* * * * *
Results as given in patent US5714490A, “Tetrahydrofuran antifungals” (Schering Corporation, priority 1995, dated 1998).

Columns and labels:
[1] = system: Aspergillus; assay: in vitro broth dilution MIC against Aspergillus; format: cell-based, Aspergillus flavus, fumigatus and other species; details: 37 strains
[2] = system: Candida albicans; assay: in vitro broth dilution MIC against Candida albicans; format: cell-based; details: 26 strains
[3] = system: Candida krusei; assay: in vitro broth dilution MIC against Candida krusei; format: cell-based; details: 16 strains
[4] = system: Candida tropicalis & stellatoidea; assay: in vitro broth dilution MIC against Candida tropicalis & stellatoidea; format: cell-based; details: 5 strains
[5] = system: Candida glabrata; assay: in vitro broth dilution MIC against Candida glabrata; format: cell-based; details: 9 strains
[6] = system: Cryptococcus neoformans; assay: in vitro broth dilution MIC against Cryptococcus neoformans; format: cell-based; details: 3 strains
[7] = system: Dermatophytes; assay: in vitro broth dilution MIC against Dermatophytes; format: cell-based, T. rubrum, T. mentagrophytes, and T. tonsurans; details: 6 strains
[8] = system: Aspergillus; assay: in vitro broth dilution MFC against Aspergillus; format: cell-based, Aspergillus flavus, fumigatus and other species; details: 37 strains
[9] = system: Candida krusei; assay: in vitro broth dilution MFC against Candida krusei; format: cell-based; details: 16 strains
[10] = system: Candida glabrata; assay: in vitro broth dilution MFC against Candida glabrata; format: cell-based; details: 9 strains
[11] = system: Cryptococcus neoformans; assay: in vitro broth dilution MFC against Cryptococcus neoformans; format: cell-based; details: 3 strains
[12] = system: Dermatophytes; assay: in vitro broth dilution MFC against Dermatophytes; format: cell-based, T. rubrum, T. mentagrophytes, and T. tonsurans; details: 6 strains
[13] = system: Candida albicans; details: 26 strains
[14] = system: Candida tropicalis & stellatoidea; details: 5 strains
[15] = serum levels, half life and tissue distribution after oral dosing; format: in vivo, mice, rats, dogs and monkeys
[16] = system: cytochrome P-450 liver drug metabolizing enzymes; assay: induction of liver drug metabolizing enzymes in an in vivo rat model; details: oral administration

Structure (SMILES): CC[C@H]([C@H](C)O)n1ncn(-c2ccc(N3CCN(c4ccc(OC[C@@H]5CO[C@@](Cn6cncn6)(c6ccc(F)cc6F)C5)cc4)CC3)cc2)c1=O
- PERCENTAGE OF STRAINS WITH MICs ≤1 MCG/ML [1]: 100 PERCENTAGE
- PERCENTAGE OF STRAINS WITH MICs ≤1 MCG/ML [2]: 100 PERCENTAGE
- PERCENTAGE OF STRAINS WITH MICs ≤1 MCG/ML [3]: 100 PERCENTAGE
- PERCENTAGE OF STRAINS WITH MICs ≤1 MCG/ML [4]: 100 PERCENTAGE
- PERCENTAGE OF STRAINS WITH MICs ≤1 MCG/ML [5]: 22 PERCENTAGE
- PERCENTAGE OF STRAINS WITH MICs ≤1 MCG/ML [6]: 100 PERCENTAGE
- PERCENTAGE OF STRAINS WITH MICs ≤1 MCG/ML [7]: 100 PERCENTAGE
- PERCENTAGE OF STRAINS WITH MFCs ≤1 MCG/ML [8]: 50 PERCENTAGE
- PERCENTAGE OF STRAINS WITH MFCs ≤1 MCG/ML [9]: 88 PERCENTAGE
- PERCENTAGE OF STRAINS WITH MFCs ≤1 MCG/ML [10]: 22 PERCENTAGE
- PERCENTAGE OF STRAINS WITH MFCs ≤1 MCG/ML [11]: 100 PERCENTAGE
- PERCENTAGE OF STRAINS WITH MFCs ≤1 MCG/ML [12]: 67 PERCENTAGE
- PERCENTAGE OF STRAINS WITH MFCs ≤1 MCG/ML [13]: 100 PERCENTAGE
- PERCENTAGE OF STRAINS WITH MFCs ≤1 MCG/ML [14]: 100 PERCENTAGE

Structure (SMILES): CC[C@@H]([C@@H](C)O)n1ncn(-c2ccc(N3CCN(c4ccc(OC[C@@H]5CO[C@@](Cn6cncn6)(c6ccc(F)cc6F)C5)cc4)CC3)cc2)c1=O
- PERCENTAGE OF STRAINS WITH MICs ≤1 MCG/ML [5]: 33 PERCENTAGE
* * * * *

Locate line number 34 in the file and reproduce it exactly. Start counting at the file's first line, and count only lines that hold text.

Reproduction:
Structure (SMILES): CC[C@@H]([C@@H](C)O)n1ncn(-c2ccc(N3CCN(c4ccc(OC[C@@H]5CO[C@@](Cn6cncn6)(c6ccc(F)cc6F)C5)cc4)CC3)cc2)c1=O